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NASA completes another test of Mars-bound craft Orion

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SAN FRANCISCO (Diya TV) — NASA today completed another test of its Mars-bound spacecraft Orion, this time with the help of two crash-test dummies to simulate a return-to-Earth splashdown scenario. The test lasted all of about ten seconds and is ninth test of a ten-part water impact series NASA began conducting in April.

See the complete test in the video below. Fast forward to the 19:20 mark of the video to see the splashdown.

Thursday’s test was done by swinging Orion like a pendulum to simulate the scenario in which one of its parachutes might have failed. After a few seconds of swinging, Orion was dropped into the 20-foot deep Hydro Impact Basin, an outdoor pool facility, at NASA’s Langley Research Center.

Inside the mock-up were a number of sensors along with the crash-test dummies — one of the dummies represented a 105-pound woman, the other a 220-pound man. Both were equipped with spacesuits, and were covered in sensors themselves so engineers could analyze the impact of the landing would have on a human’s body.

Orion is the craft NASA plans to use as a vehicle to send humans on deep-space ventures, such as asteroids or Mars. Once returning to earth, the craft deploys parachutes to slow its descent toward the ocean, similarly to that of the astronauts who took part in the Apollo missions.

However, because Orion is an entirely new breed of spacecraft, NASA must conduct the tests in an effort to understand how the vehicle will behave upon landing under a large range of scenarios. The easiest way to describe the craft would be Apollo’s Saturn V rocket on steroids.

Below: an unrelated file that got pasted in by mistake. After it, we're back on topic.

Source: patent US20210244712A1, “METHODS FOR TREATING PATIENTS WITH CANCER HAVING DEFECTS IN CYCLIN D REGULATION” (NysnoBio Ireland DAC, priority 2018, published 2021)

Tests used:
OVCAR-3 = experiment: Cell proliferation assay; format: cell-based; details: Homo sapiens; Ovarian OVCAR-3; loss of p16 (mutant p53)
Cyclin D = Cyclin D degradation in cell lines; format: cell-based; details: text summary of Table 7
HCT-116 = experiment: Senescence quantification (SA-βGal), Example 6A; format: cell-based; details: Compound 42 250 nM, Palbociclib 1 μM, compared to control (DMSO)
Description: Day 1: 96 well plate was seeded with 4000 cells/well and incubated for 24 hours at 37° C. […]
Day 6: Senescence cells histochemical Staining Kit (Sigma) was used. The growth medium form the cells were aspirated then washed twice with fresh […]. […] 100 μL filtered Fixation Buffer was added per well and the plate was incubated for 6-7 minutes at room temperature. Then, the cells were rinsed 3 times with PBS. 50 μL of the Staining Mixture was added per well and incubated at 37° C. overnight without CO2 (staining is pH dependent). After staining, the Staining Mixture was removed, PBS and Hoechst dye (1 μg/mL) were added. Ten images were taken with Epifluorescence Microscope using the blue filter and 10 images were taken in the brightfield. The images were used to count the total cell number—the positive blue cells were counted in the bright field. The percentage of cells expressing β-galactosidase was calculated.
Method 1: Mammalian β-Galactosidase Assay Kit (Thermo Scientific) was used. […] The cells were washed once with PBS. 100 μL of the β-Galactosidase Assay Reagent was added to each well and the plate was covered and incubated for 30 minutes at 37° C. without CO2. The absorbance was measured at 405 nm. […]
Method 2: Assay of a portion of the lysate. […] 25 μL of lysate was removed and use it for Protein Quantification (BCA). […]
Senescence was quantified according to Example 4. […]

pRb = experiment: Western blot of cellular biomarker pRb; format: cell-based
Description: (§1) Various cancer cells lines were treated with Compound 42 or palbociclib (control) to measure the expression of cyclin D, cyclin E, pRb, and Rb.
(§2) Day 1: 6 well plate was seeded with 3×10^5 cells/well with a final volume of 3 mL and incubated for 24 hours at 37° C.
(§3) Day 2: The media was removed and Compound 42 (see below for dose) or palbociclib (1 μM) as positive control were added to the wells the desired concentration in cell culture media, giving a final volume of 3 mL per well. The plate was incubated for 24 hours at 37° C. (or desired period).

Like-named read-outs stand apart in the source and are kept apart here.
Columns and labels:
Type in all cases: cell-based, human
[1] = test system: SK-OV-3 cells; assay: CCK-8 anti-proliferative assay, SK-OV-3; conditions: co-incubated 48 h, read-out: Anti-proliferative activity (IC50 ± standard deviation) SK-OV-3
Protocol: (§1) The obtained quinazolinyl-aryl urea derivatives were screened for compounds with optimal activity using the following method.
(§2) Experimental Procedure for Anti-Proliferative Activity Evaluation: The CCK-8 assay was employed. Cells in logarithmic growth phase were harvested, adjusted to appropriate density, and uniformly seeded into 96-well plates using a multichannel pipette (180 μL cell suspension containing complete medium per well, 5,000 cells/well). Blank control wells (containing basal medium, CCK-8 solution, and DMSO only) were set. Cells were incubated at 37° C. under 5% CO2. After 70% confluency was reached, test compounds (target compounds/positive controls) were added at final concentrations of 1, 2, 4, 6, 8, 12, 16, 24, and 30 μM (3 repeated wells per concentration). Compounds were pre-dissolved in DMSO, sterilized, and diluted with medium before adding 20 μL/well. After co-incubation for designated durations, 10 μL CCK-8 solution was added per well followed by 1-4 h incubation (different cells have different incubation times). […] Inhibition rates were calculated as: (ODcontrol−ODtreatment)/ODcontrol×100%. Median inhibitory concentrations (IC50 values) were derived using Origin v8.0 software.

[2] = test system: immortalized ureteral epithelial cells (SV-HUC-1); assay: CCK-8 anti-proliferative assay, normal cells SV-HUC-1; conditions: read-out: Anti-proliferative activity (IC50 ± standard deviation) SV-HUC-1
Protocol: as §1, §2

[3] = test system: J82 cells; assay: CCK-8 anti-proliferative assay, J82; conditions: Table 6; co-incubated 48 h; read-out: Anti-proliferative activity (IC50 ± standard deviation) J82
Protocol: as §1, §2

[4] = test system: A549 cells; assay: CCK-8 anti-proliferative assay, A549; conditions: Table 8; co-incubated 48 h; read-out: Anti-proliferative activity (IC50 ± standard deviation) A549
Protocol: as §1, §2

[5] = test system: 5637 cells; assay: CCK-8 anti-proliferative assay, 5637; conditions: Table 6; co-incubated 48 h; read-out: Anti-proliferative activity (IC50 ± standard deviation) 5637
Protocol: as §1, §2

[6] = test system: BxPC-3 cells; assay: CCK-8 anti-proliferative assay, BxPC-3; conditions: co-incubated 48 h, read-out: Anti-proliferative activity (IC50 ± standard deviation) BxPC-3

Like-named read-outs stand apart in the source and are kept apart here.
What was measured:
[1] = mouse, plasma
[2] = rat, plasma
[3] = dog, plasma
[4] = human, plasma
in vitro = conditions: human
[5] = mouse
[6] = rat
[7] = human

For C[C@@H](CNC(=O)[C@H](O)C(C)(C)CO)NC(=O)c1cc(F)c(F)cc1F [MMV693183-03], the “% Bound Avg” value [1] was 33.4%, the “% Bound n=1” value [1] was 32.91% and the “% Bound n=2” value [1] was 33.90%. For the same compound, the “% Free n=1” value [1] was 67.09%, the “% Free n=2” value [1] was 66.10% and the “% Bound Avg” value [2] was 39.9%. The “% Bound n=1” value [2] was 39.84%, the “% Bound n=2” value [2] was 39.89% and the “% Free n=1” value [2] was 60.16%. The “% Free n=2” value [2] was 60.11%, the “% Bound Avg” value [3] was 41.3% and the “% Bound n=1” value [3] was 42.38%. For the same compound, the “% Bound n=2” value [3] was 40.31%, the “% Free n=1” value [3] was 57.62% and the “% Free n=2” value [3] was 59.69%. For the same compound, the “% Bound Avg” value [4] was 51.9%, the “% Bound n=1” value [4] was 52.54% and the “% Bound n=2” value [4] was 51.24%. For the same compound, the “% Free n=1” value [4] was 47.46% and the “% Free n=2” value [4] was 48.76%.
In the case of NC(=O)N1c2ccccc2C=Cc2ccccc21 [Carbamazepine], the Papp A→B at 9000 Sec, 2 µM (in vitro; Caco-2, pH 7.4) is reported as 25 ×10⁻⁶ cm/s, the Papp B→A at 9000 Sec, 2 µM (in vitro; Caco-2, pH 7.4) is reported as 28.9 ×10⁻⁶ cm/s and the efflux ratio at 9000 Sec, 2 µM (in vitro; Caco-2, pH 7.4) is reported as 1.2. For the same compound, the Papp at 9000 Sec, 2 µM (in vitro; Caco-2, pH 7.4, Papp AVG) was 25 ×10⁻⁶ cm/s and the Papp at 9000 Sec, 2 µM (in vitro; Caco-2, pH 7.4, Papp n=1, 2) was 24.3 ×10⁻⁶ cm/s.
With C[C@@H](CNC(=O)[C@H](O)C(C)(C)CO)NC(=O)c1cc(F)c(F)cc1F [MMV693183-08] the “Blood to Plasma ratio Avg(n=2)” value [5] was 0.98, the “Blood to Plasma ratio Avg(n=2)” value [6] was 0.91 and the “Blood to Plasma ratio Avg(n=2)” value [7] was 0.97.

The Delta IV Heavy rocket with the Orion spacecraft lifts off from the Cape Canaveral Air Force Station in Cape Canaveral, Florida December 5, 2014. REUTERS/Steve Nesius (UNITED STATES - Tags: TRANSPORT SCIENCE TECHNOLOGY) - RTR4GUK3

The Delta IV Heavy rocket with the Orion spacecraft lifts off from the Cape Canaveral Air Force Station in Cape Canaveral, Florida December 5, 2014. REUTERS/Steve Nesius

 

While the destination is the most name-catching part of the program, NASA wouldn’t consider a deep-space journey a success without returning its astronauts home safely. Making this task more difficult is the fact that astronauts’ bodies are already weakened by long-duration exposure to the weightless environment of space prior to landing.

Taking that into consideration, NASA are currently making preparations for a wide range of landing scenarios, including extreme weather conditions to failed parachute deployment before sending humans into space with Orion.

The first crewed Orion flight isn’t scheduled to take place until the year 2023, fittingly named Exploration Mission 2, but in the meantime, the craft will continue flights without its precious cargo. As seen in the image above, NASA completed a successful launching of the craft in 2014 (Exploration Flight Test 1), in which a uncrewed craft was launched atop a Delta IV-Heavy rocket to an altitude of 3,600 miles for two orbits around the planet.

Flying farther than a spacecraft designed to carry humans had flown in more than 40 years, EFT-1 marked a milestone for NASA and (modern) human space exploration.

These tests are all being done as NASA prepare for Exploration Mission 1, Orion’s next big flight, a heavily anticipated event because of the fact it will be the first time the craft flies with its rocket companion, the Space Launch System.

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